Damian may be dead, but he won’t stay that way if Batman can help it. Batman and Robin begins anew with Batman getting a different member of the Bat-Family filling-in for the recently departed Robin. That doesn’t mean you can classify Batman and Red Robin #19 as a team-up by even the loosest definition of the term.
Overcome with grief Batman has sought out Frankenstein Agent of S.H.A.D.E. in an attempt to learn what keeps the undead creature alive and find a way to resurrect his son. It’s certainly an unexpected cameo, and the first time we’ve seen the New 52 version of the Dark Knight driven to such extremes. That said, the story worked for me (especially as the New 52 has been vague about both the existence and Batman’s knowledge of Lazarus Pits leaving that option, at least for now, off the table).
Carrie Kelley, the young woman who would become Robin in Frank Miller’s The Dark Knight Returns is given new life as a Gotham City College student who had been tutoring Damian before his death. Bruce is unlikely to forget his first face-to-face meeting with the spunky young woman as she opens her door dressed in a Robin costume.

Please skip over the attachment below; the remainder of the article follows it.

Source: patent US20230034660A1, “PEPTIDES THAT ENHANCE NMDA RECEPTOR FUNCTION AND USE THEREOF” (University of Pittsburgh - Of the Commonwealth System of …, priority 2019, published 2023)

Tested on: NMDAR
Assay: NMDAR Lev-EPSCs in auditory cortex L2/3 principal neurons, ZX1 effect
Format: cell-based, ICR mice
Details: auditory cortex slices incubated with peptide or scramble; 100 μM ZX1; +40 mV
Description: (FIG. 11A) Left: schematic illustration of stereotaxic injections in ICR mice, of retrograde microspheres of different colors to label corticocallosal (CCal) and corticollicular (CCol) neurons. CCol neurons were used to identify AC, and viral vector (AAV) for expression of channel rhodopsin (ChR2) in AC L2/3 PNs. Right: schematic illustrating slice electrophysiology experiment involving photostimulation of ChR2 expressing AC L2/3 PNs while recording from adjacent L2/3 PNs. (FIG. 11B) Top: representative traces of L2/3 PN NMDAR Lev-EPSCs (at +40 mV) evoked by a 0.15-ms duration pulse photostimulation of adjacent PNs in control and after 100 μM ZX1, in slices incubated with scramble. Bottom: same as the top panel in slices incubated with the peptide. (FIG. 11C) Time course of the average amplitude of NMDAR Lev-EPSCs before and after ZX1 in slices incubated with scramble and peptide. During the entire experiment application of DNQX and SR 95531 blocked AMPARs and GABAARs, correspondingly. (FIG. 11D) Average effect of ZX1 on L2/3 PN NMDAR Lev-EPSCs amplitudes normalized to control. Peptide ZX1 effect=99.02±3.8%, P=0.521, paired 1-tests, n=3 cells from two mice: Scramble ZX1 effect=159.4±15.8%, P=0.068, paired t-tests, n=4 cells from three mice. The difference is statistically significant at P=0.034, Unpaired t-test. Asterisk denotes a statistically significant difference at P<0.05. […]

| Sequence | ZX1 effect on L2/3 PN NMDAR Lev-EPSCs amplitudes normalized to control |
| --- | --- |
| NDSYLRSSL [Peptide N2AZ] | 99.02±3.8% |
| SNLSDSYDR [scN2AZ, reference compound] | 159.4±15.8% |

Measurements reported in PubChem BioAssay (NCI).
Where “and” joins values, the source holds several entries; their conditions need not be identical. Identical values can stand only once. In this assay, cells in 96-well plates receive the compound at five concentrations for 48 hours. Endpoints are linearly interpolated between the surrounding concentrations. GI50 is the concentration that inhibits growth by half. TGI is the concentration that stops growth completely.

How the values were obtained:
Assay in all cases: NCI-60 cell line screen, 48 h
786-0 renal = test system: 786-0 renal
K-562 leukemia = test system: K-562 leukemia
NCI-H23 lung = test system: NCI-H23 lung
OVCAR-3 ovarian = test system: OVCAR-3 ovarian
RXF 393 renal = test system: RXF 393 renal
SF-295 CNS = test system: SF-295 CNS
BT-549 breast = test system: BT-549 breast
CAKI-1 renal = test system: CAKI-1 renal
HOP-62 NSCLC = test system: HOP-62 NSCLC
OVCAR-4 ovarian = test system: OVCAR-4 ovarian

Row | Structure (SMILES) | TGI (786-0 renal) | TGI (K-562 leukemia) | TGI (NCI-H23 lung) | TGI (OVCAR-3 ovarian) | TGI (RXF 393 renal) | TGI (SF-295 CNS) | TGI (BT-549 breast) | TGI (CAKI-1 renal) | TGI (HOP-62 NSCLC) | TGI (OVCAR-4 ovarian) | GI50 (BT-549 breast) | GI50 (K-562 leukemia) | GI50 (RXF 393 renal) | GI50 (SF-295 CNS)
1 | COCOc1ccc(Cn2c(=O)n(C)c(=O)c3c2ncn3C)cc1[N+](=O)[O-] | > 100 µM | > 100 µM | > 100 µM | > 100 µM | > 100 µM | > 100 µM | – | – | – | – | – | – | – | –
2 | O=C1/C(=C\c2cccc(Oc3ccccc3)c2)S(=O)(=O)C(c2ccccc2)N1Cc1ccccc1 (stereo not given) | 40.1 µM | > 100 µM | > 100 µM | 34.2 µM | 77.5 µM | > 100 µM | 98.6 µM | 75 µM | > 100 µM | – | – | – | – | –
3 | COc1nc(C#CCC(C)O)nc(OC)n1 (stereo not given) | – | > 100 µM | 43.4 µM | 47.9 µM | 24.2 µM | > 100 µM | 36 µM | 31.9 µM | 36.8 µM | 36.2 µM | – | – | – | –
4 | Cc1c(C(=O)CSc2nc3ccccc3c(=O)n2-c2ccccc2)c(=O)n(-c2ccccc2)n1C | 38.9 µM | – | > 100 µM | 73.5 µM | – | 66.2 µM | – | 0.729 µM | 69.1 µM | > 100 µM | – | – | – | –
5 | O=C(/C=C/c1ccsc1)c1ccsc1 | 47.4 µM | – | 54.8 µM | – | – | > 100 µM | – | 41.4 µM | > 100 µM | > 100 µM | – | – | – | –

Although I’m still a bit surprised why DC would introduce someone like Carrie (who was never meant to fit in Batman’s “present” rather than someone like Stephanie Brown who could just have easily fit the bill), the scenes with Ms. Kelley work well and I’ll be interested to see where the comic decides to take the character from here. Is she just a red herring, or, as the cover suggests, the next partner for Batman?
Red Robin gets the short-end of the stick here. Despite his name in the title, Tim is relegated to little more than a cameo in which he has no more luck talking sense into his mentor than the partially dissected Frankenstein’s monster. It will be interesting to see, given the mixed reaction DC has gotten to Grant Morrison killing off Damian, how long the Bat-books might play with the idea of bringing the character back, in one form or another. Worth a look.